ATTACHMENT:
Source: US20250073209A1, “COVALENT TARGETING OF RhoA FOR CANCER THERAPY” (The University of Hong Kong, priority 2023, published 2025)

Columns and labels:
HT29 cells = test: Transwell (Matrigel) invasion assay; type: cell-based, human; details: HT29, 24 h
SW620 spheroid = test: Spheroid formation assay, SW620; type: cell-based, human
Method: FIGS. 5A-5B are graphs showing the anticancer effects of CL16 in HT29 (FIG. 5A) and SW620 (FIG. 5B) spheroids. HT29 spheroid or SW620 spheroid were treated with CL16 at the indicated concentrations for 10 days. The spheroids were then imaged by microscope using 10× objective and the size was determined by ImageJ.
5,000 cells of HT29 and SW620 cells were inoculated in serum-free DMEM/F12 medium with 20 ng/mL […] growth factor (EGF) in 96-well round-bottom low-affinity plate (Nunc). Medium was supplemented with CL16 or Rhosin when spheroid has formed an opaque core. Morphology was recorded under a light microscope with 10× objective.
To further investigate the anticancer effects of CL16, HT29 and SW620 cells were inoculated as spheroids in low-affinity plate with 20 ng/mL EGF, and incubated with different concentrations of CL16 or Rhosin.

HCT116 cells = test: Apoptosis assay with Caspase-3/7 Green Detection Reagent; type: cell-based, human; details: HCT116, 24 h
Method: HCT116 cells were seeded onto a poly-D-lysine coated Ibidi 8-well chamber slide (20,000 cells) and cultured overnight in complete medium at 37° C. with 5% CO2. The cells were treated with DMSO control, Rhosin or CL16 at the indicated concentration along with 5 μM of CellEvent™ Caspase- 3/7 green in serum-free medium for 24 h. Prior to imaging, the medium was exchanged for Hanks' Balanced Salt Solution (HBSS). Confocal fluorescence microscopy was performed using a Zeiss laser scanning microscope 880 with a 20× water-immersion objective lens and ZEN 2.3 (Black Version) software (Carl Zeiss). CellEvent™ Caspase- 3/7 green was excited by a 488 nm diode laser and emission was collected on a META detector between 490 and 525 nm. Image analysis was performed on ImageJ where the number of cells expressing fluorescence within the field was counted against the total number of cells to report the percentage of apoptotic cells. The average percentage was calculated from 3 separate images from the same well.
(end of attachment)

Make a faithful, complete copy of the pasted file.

Source: US20250073209A1, “COVALENT TARGETING OF RhoA FOR CANCER THERAPY” (The University of Hong Kong, priority 2023, published 2025)

Columns and labels:
HT29 cells = test: Transwell (Matrigel) invasion assay; type: cell-based, human; details: HT29, 24 h
SW620 spheroid = test: Spheroid formation assay, SW620; type: cell-based, human
Method: FIGS. 5A-5B are graphs showing the anticancer effects of CL16 in HT29 (FIG. 5A) and SW620 (FIG. 5B) spheroids. HT29 spheroid or SW620 spheroid were treated with CL16 at the indicated concentrations for 10 days. The spheroids were then imaged by microscope using 10× objective and the size was determined by ImageJ.
5,000 cells of HT29 and SW620 cells were inoculated in serum-free DMEM/F12 medium with 20 ng/mL […] growth factor (EGF) in 96-well round-bottom low-affinity plate (Nunc). Medium was supplemented with CL16 or Rhosin when spheroid has formed an opaque core. Morphology was recorded under a light microscope with 10× objective.
To further investigate the anticancer effects of CL16, HT29 and SW620 cells were inoculated as spheroids in low-affinity plate with 20 ng/mL EGF, and incubated with different concentrations of CL16 or Rhosin.

HCT116 cells = test: Apoptosis assay with Caspase-3/7 Green Detection Reagent; type: cell-based, human; details: HCT116, 24 h
Method: HCT116 cells were seeded onto a poly-D-lysine coated Ibidi 8-well chamber slide (20,000 cells) and cultured overnight in complete medium at 37° C. with 5% CO2. The cells were treated with DMSO control, Rhosin or CL16 at the indicated concentration along with 5 μM of CellEvent™ Caspase- 3/7 green in serum-free medium for 24 h. Prior to imaging, the medium was exchanged for Hanks' Balanced Salt Solution (HBSS). Confocal fluorescence microscopy was performed using a Zeiss laser scanning microscope 880 with a 20× water-immersion objective lens and ZEN 2.3 (Black Version) software (Carl Zeiss). CellEvent™ Caspase- 3/7 green was excited by a 488 nm diode laser and emission was collected on a META detector between 490 and 525 nm. Image analysis was performed on ImageJ where the number of cells expressing fluorescence within the field was counted against the total number of cells to report the percentage of apoptotic cells. The average percentage was calculated from 3 separate images from the same well.